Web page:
This time, the "pulse" of the monsoon seems to have gone down since May 20. Although it has continued to be active in the Andaman and Nicobar Islands, its progress seems to have been stalled. There isn’t any set of criteria for declaring the monsoon’s onset in Sri Lanka and Bay of Bengal. But meteorologists look for the onset signs which include sustained and well-distributed rainfall, strong westerly or south-westerly winds in a large part of the troposphere (lowest part of atmosphere where weather systems exist), cloud cover, amount of moisture etc. Weather models suggest the possibility of thundershowers in this week in some parts of Sri Lanka such as Colombo and latest satellite images show some clouds west of Sri Lanka. As a result, some forecasters are of the opinion that the monsoon will arrive in Sri Lanka on time. However, the distribution of forecasted rainfall in Sri Lanka isn’t proper and many areas such as the northern parts are expected to stay dry. The orientation of winds suggests that monsoon’s onset in Sri Lanka is going to be delayed by a couple of days and an onset around May 28 can be expected.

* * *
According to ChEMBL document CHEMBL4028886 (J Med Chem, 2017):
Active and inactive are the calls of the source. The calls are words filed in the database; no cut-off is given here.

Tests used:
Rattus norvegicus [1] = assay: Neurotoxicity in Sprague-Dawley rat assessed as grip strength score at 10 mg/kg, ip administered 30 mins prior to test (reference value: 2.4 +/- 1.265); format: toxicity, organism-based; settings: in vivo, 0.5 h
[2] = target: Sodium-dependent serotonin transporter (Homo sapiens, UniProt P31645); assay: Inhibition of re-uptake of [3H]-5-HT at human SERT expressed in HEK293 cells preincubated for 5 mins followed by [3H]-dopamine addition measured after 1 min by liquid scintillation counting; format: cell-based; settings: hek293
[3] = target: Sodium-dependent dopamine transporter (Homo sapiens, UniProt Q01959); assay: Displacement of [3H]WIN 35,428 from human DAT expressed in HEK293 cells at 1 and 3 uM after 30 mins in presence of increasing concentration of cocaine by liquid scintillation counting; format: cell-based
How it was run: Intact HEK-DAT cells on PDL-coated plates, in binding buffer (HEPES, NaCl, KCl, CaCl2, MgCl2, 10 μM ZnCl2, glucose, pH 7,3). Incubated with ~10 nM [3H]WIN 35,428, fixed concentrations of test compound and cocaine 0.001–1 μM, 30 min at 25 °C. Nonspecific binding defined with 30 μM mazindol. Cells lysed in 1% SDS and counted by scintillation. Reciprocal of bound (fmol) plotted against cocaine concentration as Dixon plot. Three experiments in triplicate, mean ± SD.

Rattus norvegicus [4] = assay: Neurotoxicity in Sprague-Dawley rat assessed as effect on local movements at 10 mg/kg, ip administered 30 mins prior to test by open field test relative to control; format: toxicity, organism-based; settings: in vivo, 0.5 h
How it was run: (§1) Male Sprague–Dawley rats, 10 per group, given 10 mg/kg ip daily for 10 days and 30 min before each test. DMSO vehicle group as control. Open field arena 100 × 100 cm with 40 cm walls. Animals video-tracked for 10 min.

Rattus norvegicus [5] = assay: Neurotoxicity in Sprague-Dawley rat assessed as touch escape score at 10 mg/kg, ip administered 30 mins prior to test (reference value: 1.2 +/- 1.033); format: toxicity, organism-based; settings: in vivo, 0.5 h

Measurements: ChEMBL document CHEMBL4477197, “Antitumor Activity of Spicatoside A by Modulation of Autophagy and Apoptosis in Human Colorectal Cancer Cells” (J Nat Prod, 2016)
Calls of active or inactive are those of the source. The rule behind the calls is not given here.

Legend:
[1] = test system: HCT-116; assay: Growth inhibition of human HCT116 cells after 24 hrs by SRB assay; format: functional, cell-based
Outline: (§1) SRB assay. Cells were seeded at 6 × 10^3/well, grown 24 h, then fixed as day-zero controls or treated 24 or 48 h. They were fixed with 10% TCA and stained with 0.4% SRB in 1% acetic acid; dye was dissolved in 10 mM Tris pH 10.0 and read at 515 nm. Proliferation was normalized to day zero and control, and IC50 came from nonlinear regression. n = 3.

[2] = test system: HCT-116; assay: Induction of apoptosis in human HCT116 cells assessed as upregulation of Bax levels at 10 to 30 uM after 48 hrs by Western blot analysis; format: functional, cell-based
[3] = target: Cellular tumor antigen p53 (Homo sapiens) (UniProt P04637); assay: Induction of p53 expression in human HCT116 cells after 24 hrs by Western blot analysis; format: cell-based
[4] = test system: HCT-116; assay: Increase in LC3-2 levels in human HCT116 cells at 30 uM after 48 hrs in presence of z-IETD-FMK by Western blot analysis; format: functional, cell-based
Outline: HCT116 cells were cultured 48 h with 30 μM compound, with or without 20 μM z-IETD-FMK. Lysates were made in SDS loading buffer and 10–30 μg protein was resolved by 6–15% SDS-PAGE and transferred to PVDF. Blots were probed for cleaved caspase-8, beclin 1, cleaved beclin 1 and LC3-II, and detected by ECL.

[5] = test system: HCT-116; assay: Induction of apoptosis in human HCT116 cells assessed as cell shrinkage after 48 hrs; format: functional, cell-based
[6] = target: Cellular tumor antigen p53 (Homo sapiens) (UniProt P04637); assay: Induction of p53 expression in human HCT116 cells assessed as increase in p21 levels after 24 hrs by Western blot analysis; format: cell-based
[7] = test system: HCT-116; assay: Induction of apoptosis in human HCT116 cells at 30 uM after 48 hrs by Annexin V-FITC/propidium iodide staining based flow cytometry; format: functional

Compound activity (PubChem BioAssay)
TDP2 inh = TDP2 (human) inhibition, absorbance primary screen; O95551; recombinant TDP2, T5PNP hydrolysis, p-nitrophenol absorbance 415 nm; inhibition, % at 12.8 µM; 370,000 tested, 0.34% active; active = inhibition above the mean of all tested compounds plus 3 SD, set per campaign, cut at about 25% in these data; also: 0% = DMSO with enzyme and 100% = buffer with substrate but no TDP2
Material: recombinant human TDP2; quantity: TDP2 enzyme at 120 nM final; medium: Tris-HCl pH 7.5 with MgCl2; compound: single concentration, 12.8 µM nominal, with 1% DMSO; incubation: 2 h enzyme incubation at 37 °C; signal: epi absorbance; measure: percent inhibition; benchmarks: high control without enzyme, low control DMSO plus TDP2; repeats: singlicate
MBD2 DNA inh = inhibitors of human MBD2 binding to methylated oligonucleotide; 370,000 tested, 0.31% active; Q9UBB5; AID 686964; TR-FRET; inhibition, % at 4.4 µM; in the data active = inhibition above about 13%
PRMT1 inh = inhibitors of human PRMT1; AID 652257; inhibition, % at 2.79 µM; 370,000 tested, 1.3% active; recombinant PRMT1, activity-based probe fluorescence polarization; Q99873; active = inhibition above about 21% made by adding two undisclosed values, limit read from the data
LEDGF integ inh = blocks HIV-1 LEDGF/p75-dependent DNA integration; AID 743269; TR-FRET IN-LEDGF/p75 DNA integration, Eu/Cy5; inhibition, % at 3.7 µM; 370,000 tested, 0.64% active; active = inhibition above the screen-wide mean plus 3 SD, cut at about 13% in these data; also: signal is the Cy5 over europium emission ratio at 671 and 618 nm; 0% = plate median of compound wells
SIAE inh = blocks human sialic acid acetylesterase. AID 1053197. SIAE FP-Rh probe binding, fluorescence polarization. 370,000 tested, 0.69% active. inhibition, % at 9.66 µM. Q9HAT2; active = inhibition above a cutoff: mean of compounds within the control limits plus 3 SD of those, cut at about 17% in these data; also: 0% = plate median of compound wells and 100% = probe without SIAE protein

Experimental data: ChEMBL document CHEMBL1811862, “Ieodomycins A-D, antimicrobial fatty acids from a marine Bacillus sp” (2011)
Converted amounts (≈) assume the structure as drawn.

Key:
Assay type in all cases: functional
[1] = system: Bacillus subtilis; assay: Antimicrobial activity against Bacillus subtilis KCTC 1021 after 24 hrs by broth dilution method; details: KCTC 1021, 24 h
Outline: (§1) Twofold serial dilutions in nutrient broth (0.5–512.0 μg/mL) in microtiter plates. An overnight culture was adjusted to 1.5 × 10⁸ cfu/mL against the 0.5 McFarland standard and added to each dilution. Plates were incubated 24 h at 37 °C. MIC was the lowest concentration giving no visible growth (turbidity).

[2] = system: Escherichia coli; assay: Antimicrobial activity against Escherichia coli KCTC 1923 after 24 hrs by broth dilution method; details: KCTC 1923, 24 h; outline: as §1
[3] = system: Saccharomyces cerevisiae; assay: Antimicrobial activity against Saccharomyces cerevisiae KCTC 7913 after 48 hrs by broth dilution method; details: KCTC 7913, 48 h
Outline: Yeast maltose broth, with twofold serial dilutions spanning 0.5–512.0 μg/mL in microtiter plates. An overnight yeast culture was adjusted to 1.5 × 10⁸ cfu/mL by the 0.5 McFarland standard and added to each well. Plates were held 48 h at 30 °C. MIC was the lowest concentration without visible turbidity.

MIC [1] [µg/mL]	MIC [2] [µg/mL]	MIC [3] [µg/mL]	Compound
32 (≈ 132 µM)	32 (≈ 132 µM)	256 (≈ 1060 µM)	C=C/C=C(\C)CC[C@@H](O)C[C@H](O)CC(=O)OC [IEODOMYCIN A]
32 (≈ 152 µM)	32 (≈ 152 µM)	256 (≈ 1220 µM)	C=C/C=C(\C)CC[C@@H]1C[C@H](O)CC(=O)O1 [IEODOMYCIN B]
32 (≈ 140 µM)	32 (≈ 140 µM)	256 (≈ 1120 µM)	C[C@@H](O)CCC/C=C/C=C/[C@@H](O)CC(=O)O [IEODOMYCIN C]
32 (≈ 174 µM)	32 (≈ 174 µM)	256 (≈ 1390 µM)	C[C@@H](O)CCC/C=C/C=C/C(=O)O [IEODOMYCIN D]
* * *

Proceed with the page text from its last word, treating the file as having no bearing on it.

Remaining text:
Weather models also show increasing precipitation in parts of the Arabian Sea, Kerala and South India this week. Just like Sri Lanka, some are expecting the monsoon’s early or on-time onset in Kerala i.e by the end of May.
This is contradicting with the onset window of June 3-11 given by IMD. So, how can the monsoon make an onset in Kerala at two times and on two different dates? This clearly means that one of these two dates is a "bogus" one while the other is a correct date. Let’s find out why the weather forecasters have been divided over the onset date which is confusing the citizens especially the farmers.
Bogus onset of Monsoon